1. Settings and preparation
- If you prefer showing a neutral background instead of showing the space you are in, you can change your virtual background in Zoom (via background & filters).
- It helps everyone if all participants are on-screen; this improves communication and makes it more natural, because seeing facial expressions and body language really helps. If it is not possible or if you really do not feel comfortable turning on your camera, you can upload a profile picture in Zoom. This way, lecturers and fellow students are not resigned to looking at an empty screen if you choose audio only.
- Would you prefer to hide your self view (via hide self view)? If you do so, you will not see your video on your own screen, but it will still be visible on other people's screens.
- If you would like to choose a personal pronoun with which people can address you, please add it in Canvas, so that your lecturers and fellow students are informed of how you would like to be addressed.
- Lecturers understand that you cannot avoid all distractions in the shape of noise, flatmates or pets. Where possible, try to limit background noise and put your phone on mute.
- While attending lectures or tutorials in which the group is large, please mute your microphone while you are listening to the lecturer or a fellow student and only turn on your microphone when you want to say something. The lecturer will let you know what their preference is when it comes to microphone use in smaller tutorial groups.
3. Participating: listening, talking and sharing
- Distance learning leads to it being much more difficult to feel like you are part of a group. Try to log on in time, so that you have some time to chat with your fellow students and your lecturer.
- By keeping your camera switched on, you are more involved in the lecture and can more easily connect with your fellow students.
- When you want to say or share something:
- Raise your (digital) hand.
- Save your question or remark until the presentation is finished.
- Enter your question or remark in the chat window. Only use the chat for questions or remarks concerning the course matter.
- Try to look into the camera when you are speaking.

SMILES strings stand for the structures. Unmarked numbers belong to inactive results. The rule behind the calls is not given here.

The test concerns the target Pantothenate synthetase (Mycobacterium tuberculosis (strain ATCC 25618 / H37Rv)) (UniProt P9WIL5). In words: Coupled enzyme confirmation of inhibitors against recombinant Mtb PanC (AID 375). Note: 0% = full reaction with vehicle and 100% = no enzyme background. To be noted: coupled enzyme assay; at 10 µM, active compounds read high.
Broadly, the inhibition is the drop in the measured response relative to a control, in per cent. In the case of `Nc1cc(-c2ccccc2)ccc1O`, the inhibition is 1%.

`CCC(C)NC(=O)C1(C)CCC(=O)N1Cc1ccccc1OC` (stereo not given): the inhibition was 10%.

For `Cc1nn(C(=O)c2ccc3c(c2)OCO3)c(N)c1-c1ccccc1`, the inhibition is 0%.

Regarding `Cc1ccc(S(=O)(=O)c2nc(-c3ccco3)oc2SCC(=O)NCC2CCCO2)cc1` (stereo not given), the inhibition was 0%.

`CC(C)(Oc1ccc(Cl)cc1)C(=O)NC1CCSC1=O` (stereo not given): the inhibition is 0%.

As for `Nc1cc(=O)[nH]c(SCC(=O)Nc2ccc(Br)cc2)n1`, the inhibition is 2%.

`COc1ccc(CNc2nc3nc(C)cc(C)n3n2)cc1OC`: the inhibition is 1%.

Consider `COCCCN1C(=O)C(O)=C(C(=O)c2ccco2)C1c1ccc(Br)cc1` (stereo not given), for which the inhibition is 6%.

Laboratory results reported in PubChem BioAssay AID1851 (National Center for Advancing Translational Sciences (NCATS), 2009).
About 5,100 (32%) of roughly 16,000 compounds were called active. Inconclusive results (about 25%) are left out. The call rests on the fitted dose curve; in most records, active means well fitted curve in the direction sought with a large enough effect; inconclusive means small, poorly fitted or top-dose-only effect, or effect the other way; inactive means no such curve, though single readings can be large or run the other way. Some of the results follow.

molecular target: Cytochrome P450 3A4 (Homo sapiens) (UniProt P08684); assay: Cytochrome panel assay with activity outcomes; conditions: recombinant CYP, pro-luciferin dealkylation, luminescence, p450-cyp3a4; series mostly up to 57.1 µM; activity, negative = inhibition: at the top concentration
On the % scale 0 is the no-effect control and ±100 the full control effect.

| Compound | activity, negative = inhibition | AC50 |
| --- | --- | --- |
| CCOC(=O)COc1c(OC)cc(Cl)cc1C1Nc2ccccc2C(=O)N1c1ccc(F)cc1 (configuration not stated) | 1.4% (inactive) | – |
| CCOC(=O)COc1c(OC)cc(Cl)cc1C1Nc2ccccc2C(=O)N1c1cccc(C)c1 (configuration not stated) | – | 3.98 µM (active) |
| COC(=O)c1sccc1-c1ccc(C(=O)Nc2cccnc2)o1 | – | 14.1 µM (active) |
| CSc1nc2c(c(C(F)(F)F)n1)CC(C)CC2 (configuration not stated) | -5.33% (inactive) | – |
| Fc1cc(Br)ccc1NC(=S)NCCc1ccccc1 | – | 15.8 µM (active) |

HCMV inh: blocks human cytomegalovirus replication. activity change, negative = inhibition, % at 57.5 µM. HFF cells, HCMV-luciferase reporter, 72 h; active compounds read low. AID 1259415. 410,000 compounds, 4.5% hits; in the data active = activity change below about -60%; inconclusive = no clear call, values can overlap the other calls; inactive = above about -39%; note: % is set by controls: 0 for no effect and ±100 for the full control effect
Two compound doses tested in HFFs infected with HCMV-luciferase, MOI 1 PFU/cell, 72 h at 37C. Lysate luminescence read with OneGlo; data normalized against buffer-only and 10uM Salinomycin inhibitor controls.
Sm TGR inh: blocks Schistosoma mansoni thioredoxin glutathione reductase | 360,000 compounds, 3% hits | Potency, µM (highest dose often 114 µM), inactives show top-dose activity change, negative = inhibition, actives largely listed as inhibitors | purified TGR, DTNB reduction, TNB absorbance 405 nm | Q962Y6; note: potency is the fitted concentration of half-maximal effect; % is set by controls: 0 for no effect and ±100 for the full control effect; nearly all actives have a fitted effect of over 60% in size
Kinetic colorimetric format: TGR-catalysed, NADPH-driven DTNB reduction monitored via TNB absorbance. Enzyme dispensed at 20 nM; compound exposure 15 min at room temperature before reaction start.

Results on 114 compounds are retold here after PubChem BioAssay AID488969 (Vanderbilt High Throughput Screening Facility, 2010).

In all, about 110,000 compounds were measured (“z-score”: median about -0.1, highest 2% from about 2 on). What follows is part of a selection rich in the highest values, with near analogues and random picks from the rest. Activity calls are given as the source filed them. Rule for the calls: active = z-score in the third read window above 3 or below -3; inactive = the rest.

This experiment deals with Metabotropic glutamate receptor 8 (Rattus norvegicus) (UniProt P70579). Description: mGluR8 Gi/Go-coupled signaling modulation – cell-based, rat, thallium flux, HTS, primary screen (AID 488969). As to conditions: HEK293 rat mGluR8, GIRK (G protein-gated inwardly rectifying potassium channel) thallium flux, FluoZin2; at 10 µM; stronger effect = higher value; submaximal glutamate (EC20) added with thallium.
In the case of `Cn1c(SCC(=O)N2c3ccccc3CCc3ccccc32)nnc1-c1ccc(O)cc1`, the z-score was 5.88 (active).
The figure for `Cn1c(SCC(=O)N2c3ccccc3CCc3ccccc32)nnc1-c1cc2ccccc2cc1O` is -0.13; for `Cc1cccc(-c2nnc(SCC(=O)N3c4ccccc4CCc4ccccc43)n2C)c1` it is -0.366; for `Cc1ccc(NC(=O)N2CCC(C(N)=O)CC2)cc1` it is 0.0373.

- Because of the nature of online education, it is sometimes difficult to maintain a separation between your studies and your private life. If you are collaborating with fellow students via Canvas or Whatsapp, try to agree on each other's availability and be aware that some students may be in a different time zone.
4. A pleasant and inclusive learning environment
Together, lecturers and students are responsible for creating a pleasant and inclusive learning environment. Please consider how you come across in the online environment and be respectful in your contact with your lecturer and fellow students. So:
- Take time to listen to each other properly and do not interrupt each other.
- Be attentive and try to understand other people's alternative ideas and opinions.
- Take care when it comes to your written communication, such as chats, Whatsapp or discussions in Canvas. Remarks may come across in a different way than intended, without you realising it.
- React to the content or what is being said, not to the person who said it. Criticise ideas and not people.
- Do not make assumptions regarding others and avoid generalisations regarding social groups.
5. Undesirable behaviour and social unsafety
- The Social Safety Support Guide for students provides information regarding which individuals and institutions you can turn to if you encounter an unsafe situation or undesirable behaviour.
- If a fellow student is bothering you via Zoom chat, please ask the lecturer to change the chat functionality to host only or everyone publicly.
- If you feel excluded or discriminated against prior to, during or after a lecture, you can always contact one of the Faculty of Humanities' inclusion ambassadors via email@example.com.